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Invited Commentary
December 2018

Sodium Restriction in Heart Failure: Too Much Uncertainty—Do the Trials

Author Affiliations
  • 1Department of Medicine, Northwestern University Feinberg School of Medicine, Chicago, Illinois
JAMA Intern Med. 2018;178(12):1700-1701. doi:10.1001/jamainternmed.2018.4653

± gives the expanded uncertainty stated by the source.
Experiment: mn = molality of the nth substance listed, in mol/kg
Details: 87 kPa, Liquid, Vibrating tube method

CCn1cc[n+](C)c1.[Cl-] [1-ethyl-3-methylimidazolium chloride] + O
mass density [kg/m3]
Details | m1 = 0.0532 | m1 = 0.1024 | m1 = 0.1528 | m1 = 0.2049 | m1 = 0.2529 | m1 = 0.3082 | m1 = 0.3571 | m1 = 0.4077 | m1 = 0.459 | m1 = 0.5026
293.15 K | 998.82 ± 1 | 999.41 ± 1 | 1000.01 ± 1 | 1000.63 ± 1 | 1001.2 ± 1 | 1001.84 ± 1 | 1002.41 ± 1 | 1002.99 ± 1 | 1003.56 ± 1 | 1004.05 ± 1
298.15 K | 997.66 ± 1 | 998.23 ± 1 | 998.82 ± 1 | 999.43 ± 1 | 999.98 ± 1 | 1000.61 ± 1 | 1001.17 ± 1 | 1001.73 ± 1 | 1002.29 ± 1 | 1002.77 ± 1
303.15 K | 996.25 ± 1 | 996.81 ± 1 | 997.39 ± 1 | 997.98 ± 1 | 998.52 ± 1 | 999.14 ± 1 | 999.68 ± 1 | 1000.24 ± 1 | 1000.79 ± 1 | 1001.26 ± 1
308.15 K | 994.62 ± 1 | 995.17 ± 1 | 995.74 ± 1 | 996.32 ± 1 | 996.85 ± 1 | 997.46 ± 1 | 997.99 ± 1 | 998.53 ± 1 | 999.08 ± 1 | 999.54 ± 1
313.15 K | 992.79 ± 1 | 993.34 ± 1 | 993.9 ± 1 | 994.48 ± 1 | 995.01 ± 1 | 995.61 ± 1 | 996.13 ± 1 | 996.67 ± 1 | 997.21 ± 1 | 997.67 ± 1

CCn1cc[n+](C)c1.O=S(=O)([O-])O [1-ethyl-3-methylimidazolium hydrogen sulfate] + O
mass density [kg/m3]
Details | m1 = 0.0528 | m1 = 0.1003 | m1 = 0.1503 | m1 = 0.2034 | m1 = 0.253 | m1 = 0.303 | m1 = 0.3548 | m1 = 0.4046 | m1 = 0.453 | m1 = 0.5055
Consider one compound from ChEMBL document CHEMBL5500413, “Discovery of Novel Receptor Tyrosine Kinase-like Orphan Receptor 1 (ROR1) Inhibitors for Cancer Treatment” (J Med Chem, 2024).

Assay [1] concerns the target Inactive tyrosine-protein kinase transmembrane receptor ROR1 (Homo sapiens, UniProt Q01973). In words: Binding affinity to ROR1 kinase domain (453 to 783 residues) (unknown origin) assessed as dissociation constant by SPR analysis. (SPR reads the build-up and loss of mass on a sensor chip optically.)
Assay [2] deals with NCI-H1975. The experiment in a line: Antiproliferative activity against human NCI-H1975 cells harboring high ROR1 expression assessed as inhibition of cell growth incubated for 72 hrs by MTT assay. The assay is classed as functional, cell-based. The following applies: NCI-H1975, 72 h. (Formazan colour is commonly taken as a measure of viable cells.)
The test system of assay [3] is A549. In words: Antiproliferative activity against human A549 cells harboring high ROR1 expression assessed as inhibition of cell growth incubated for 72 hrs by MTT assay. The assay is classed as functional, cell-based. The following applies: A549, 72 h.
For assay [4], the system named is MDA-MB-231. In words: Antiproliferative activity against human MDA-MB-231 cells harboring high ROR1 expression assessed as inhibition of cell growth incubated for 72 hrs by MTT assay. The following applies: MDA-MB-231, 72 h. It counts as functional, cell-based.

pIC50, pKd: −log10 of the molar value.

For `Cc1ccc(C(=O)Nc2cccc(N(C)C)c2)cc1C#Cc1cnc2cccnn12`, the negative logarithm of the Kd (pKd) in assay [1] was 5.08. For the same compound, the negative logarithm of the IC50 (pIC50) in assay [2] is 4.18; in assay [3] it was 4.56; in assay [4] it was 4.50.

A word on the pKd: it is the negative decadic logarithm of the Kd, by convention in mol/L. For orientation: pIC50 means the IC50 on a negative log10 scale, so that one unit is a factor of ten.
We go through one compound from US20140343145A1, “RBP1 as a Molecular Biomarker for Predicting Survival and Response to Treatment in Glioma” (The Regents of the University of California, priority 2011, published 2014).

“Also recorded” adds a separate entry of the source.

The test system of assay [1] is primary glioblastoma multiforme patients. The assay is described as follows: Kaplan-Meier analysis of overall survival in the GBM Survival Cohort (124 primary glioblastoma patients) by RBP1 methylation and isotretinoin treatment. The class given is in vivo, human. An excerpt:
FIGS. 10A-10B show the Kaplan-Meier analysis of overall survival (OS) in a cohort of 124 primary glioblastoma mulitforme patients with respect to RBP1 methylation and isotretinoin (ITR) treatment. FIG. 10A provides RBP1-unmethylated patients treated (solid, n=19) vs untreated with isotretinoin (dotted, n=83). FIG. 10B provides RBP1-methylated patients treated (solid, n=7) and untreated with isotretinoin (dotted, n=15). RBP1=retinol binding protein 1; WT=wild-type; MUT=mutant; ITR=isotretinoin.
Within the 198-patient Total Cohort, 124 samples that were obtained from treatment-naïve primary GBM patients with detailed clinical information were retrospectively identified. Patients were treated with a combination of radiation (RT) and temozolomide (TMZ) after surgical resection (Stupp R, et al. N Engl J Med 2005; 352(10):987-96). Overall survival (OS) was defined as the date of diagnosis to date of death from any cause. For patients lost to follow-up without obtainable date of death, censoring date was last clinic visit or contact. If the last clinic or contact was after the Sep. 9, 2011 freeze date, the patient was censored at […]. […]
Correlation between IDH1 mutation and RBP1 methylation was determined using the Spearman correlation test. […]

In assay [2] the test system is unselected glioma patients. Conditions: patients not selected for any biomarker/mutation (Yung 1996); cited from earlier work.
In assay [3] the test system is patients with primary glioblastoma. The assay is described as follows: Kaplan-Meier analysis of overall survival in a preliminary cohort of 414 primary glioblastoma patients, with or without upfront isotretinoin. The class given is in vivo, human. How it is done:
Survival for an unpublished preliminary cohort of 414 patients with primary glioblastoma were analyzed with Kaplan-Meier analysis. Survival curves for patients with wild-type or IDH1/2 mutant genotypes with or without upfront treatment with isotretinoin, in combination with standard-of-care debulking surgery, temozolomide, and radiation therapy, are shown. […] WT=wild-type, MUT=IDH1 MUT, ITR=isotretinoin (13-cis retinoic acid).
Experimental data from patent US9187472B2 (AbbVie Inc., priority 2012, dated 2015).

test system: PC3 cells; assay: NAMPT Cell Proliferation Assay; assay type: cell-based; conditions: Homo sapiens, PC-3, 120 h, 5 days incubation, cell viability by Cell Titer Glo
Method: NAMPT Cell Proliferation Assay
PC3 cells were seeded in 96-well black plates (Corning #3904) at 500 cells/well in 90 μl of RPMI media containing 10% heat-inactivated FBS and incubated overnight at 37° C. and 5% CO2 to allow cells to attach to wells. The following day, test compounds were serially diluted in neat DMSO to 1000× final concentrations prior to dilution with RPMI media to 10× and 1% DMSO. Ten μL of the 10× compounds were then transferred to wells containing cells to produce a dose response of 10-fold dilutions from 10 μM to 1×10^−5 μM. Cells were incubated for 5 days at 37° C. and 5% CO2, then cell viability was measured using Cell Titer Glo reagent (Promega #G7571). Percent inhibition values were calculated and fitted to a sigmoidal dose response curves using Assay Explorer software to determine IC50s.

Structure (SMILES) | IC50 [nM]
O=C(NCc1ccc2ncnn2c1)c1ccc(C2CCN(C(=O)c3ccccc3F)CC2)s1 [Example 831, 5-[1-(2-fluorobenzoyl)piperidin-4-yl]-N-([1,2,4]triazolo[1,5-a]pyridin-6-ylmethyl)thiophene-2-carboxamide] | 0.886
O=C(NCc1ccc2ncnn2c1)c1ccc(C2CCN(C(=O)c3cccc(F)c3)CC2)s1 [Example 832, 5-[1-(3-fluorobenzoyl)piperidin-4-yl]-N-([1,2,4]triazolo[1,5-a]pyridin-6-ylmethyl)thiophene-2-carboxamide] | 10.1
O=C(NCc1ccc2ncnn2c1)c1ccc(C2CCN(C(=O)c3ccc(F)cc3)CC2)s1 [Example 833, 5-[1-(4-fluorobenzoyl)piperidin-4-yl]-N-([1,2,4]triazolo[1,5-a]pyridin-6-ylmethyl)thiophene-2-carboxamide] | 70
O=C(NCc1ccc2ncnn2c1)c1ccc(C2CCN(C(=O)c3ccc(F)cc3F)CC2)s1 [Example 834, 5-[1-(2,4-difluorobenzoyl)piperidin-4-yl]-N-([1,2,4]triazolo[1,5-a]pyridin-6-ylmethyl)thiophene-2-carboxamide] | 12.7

We have long treated the dictum to restrict sodium intake in heart failure as a pillar of best practices and a sacrosanct edict that populates the core database for all physicians treating cardiovascular disease. Guidelines have mandated empirical thresholds that are to be respected, and consensus statements from leading organizations further make the case for sodium restriction as a basic tenet of good cardiovascular care.1 However, like many other dogmatic statements that were fully embedded in cardiovascular medicine—for example, suppression of premature ventricular contractions, avoidance of β-blockers in left ventricular dysfunction, and use of hormone replacement therapy in women at risk for cardiovascular disease—the time has now come for sodium restriction in heart failure to be critically reevaluated. There is simply too much uncertainty for a conviction we hold as truth. At a minimum, rigorous testing in well-performed randomized clinical trials is needed. There should be only 1 goal: valid evidence leading to a much more informed position, actionable guidelines, and personalized implementation.

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